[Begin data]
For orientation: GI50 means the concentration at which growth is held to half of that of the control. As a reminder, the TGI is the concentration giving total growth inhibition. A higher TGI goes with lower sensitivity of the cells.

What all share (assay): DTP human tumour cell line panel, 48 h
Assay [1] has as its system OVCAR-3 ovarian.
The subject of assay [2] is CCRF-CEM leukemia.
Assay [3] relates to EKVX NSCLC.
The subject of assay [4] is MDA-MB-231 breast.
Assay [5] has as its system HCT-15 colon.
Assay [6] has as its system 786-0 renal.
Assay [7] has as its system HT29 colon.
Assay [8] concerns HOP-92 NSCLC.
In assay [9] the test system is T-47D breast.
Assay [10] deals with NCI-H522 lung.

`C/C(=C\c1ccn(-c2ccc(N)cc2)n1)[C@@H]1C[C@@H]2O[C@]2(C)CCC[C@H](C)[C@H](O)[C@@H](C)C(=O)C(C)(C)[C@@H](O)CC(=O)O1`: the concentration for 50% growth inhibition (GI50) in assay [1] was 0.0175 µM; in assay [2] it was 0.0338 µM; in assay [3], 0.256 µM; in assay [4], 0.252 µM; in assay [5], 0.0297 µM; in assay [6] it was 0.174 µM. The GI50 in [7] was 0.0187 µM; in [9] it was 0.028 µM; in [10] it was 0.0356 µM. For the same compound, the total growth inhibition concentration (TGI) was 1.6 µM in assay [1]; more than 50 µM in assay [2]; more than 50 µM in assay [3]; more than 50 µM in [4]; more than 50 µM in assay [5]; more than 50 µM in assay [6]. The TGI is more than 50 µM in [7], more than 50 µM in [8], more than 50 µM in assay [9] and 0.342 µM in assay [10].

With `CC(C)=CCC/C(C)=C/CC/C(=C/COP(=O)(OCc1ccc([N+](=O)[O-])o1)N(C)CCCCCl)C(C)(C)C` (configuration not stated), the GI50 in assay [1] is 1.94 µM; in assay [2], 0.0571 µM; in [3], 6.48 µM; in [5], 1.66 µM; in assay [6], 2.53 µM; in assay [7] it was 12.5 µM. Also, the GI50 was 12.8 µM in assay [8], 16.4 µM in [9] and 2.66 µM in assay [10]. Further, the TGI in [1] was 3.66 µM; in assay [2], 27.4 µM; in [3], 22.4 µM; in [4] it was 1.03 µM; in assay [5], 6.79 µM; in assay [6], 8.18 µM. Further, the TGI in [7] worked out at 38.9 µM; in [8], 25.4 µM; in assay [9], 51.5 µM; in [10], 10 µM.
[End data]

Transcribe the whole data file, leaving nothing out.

For orientation: GI50 means the concentration at which growth is held to half of that of the control. As a reminder, the TGI is the concentration giving total growth inhibition. A higher TGI goes with lower sensitivity of the cells.

What all share (assay): DTP human tumour cell line panel, 48 h
Assay [1] has as its system OVCAR-3 ovarian.
The subject of assay [2] is CCRF-CEM leukemia.
Assay [3] relates to EKVX NSCLC.
The subject of assay [4] is MDA-MB-231 breast.
Assay [5] has as its system HCT-15 colon.
Assay [6] has as its system 786-0 renal.
Assay [7] has as its system HT29 colon.
Assay [8] concerns HOP-92 NSCLC.
In assay [9] the test system is T-47D breast.
Assay [10] deals with NCI-H522 lung.

`C/C(=C\c1ccn(-c2ccc(N)cc2)n1)[C@@H]1C[C@@H]2O[C@]2(C)CCC[C@H](C)[C@H](O)[C@@H](C)C(=O)C(C)(C)[C@@H](O)CC(=O)O1`: the concentration for 50% growth inhibition (GI50) in assay [1] was 0.0175 µM; in assay [2] it was 0.0338 µM; in assay [3], 0.256 µM; in assay [4], 0.252 µM; in assay [5], 0.0297 µM; in assay [6] it was 0.174 µM. The GI50 in [7] was 0.0187 µM; in [9] it was 0.028 µM; in [10] it was 0.0356 µM. For the same compound, the total growth inhibition concentration (TGI) was 1.6 µM in assay [1]; more than 50 µM in assay [2]; more than 50 µM in assay [3]; more than 50 µM in [4]; more than 50 µM in assay [5]; more than 50 µM in assay [6]. The TGI is more than 50 µM in [7], more than 50 µM in [8], more than 50 µM in assay [9] and 0.342 µM in assay [10].

With `CC(C)=CCC/C(C)=C/CC/C(=C/COP(=O)(OCc1ccc([N+](=O)[O-])o1)N(C)CCCCCl)C(C)(C)C` (configuration not stated), the GI50 in assay [1] is 1.94 µM; in assay [2], 0.0571 µM; in [3], 6.48 µM; in [5], 1.66 µM; in assay [6], 2.53 µM; in assay [7] it was 12.5 µM. Also, the GI50 was 12.8 µM in assay [8], 16.4 µM in [9] and 2.66 µM in assay [10]. Further, the TGI in [1] was 3.66 µM; in assay [2], 27.4 µM; in [3], 22.4 µM; in [4] it was 1.03 µM; in assay [5], 6.79 µM; in assay [6], 8.18 µM. Further, the TGI in [7] worked out at 38.9 µM; in [8], 25.4 µM; in assay [9], 51.5 µM; in [10], 10 µM.